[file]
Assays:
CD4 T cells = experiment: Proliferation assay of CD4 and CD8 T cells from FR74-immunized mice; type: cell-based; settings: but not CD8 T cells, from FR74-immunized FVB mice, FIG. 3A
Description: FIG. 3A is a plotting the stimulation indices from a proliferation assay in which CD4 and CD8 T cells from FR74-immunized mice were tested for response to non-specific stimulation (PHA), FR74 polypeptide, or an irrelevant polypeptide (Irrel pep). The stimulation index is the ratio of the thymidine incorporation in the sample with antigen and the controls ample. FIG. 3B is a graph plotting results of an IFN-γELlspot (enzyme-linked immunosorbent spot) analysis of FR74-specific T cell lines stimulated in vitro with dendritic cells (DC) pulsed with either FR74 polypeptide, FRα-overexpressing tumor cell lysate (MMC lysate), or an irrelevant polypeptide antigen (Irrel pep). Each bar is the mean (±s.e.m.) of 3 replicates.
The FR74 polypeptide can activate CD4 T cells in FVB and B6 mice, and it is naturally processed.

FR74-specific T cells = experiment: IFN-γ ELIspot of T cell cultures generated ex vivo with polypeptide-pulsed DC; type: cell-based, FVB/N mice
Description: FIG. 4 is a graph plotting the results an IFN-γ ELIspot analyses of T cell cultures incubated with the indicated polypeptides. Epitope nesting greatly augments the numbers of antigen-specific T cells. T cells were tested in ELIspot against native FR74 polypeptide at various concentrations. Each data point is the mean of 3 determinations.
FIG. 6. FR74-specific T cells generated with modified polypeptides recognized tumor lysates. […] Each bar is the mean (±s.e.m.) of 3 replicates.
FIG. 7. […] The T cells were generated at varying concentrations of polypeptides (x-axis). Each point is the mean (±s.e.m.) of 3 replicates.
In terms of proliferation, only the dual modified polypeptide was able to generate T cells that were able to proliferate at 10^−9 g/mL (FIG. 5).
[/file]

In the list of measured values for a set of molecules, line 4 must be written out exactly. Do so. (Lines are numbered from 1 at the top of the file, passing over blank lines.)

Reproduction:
The FR74 polypeptide can activate CD4 T cells in FVB and B6 mice, and it is naturally processed.